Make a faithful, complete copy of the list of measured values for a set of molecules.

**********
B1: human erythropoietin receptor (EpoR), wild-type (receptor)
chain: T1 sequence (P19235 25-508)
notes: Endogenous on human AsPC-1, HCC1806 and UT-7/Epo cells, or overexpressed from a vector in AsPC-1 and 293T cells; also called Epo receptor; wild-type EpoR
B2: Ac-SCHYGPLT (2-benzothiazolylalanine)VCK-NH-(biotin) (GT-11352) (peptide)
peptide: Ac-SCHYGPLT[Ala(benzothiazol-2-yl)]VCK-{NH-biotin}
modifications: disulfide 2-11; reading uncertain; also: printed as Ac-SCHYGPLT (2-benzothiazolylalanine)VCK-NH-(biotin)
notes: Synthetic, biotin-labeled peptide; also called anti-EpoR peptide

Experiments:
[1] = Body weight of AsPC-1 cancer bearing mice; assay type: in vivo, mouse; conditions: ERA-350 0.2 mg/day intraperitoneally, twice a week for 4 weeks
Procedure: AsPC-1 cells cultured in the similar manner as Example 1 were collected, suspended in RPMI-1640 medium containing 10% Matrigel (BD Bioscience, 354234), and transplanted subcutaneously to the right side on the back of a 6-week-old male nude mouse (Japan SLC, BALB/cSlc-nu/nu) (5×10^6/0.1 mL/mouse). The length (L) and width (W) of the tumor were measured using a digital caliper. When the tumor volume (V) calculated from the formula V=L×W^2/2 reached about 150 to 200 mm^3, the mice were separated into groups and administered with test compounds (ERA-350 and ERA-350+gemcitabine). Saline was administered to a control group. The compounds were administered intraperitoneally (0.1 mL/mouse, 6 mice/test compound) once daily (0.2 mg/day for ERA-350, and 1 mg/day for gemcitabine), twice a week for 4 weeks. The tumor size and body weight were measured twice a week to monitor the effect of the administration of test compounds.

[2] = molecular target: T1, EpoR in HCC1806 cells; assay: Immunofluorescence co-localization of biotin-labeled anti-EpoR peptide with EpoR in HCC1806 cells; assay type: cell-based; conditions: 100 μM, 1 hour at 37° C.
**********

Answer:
B1: human erythropoietin receptor (EpoR), wild-type (receptor)
chain: T1 sequence (P19235 25-508)
notes: Endogenous on human AsPC-1, HCC1806 and UT-7/Epo cells, or overexpressed from a vector in AsPC-1 and 293T cells; also called Epo receptor; wild-type EpoR
B2: Ac-SCHYGPLT (2-benzothiazolylalanine)VCK-NH-(biotin) (GT-11352) (peptide)
peptide: Ac-SCHYGPLT[Ala(benzothiazol-2-yl)]VCK-{NH-biotin}
modifications: disulfide 2-11; reading uncertain; also: printed as Ac-SCHYGPLT (2-benzothiazolylalanine)VCK-NH-(biotin)
notes: Synthetic, biotin-labeled peptide; also called anti-EpoR peptide

Experiments:
[1] = Body weight of AsPC-1 cancer bearing mice; assay type: in vivo, mouse; conditions: ERA-350 0.2 mg/day intraperitoneally, twice a week for 4 weeks
Procedure: AsPC-1 cells cultured in the similar manner as Example 1 were collected, suspended in RPMI-1640 medium containing 10% Matrigel (BD Bioscience, 354234), and transplanted subcutaneously to the right side on the back of a 6-week-old male nude mouse (Japan SLC, BALB/cSlc-nu/nu) (5×10^6/0.1 mL/mouse). The length (L) and width (W) of the tumor were measured using a digital caliper. When the tumor volume (V) calculated from the formula V=L×W^2/2 reached about 150 to 200 mm^3, the mice were separated into groups and administered with test compounds (ERA-350 and ERA-350+gemcitabine). Saline was administered to a control group. The compounds were administered intraperitoneally (0.1 mL/mouse, 6 mice/test compound) once daily (0.2 mg/day for ERA-350, and 1 mg/day for gemcitabine), twice a week for 4 weeks. The tumor size and body weight were measured twice a week to monitor the effect of the administration of test compounds.

[2] = molecular target: T1, EpoR in HCC1806 cells; assay: Immunofluorescence co-localization of biotin-labeled anti-EpoR peptide with EpoR in HCC1806 cells; assay type: cell-based; conditions: 100 μM, 1 hour at 37° C.